Theropoda (/θɪəˈrɒpədə/;[2] from Ancient Greek θηρίον (thēríon) 'wild beast', and πούς, ποδός (poús, podós) 'foot'), whose members are known as theropods, is a dinosaur clade that is characterized by hollow bones and three-toes and claws on each limb. Theropods are generally classed as a group of saurischian dinosaurs. They were ancestrally carnivorous, although a number of theropod groups evolved to become herbivores, omnivores, piscivores, and insectivores. Theropods first appeared during the Carnian age of the late Triassic period 231.4 million years ago (Ma)[3] and included all the large terrestrial carnivores from the Early Jurassic until at least the close of the Cretaceous, about 66 Ma. In the Jurassic, birds evolved from small specialized coelurosaurian theropods, and are today represented by about 10,500 living species.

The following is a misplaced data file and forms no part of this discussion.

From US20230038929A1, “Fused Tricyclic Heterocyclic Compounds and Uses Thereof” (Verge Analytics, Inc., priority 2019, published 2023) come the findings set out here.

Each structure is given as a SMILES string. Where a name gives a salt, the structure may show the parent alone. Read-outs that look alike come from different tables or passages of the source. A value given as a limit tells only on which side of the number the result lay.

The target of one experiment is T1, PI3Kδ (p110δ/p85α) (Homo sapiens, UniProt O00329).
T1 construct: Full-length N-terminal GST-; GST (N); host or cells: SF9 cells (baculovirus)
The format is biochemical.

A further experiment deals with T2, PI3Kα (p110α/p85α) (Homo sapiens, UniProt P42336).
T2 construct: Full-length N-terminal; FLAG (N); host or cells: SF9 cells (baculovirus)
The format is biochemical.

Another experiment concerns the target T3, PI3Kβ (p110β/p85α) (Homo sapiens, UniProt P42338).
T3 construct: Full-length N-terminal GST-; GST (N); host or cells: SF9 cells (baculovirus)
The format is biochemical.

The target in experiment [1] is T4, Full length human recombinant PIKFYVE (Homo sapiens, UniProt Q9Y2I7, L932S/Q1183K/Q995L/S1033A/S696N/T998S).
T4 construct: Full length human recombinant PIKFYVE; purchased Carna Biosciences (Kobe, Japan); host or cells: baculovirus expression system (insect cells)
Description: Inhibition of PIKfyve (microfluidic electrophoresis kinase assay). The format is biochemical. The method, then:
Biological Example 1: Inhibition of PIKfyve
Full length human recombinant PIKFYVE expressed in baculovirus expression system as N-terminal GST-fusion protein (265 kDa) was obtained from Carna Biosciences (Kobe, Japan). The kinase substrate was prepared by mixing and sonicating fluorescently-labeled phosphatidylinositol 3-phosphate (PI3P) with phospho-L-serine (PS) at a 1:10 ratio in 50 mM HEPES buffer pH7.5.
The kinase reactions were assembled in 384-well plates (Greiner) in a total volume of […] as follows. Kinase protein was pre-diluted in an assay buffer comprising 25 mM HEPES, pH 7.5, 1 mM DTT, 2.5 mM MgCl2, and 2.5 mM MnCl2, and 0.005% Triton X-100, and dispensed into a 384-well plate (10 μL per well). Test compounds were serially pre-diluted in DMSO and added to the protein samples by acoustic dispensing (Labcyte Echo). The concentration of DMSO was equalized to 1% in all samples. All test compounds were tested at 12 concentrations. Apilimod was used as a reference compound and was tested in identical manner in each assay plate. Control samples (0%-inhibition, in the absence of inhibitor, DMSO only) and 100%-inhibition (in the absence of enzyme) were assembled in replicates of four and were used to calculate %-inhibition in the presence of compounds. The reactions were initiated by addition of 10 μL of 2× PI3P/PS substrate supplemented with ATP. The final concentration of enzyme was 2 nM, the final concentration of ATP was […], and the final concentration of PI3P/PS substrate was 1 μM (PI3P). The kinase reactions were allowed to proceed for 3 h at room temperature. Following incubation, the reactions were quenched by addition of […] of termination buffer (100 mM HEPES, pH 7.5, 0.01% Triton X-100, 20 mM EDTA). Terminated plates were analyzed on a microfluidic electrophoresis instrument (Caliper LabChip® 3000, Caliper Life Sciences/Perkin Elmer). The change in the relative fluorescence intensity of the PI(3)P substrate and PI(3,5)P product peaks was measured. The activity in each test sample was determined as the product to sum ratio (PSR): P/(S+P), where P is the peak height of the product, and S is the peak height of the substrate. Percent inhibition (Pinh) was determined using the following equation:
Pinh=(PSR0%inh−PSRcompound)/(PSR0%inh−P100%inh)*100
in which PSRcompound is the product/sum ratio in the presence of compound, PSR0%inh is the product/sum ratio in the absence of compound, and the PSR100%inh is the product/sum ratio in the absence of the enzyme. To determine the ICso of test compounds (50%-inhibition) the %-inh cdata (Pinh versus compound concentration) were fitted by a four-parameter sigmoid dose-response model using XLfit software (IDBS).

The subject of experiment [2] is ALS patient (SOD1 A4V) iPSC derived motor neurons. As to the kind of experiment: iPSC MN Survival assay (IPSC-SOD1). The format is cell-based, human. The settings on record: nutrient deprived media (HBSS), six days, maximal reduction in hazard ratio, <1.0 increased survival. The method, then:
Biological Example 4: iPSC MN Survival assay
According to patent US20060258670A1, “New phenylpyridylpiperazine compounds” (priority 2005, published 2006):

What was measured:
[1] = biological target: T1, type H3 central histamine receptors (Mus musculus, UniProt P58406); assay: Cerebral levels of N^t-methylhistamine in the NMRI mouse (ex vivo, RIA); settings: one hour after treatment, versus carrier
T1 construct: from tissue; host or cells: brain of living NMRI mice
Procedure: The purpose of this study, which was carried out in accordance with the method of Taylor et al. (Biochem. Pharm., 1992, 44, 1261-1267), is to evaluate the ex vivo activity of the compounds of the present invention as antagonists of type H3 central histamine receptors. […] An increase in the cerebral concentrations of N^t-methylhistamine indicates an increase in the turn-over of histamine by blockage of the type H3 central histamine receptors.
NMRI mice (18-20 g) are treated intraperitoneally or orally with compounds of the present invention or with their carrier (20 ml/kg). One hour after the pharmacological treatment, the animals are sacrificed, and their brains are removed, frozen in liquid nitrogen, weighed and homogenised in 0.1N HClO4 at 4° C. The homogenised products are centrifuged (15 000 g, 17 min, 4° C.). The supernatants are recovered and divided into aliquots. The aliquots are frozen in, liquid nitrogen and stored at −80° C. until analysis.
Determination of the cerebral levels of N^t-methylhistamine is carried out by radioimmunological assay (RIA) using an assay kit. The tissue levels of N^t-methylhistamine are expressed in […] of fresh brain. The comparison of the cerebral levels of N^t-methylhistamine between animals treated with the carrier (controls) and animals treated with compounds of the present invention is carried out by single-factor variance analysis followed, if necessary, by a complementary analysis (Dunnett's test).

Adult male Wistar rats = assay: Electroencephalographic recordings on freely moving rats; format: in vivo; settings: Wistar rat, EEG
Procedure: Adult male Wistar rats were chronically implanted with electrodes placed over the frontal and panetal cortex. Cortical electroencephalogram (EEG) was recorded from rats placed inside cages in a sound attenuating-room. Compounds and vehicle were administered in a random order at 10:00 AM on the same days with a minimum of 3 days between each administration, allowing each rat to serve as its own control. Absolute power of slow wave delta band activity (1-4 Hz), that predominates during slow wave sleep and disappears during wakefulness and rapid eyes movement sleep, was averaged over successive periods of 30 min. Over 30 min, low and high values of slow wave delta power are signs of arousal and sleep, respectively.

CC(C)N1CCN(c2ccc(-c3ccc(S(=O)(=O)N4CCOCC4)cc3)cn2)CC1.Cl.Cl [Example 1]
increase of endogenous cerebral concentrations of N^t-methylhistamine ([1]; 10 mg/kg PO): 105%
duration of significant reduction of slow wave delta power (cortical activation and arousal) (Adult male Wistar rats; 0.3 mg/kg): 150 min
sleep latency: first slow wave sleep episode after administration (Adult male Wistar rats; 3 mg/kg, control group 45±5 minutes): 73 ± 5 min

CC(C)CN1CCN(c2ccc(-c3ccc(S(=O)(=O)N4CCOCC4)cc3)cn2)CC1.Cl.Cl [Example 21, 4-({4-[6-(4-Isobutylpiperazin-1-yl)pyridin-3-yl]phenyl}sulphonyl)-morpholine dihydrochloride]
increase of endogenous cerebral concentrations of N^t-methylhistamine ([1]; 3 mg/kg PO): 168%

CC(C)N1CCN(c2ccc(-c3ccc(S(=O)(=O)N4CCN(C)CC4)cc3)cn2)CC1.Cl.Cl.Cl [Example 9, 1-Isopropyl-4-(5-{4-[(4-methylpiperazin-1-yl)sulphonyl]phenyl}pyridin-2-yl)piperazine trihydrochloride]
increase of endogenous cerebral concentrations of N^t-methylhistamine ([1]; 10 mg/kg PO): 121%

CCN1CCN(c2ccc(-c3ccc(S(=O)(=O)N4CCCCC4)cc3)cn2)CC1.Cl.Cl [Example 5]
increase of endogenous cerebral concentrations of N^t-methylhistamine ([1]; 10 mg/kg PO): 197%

Temporal range:
Late TriassicPresent, 231.4–0 Ma
Montage of six theropod species.
First row: Spinosaurus aegyptiacus, Carcharodontosaurus saharicus, and Saltriovenator zanellai. Second row: Alaskan saurornitholestine, and Serikornis sungei. Third row: Allosaurus sp., Ceratosaurus sp., and Dromaius novaehollandiae.
Scientific classification
Kingdom: Animalia
Phylum: Chordata
Clade: Dinosauria
Clade: Saurischia
Clade: Eusaurischia
Clade: Theropoda
Marsh, 1881

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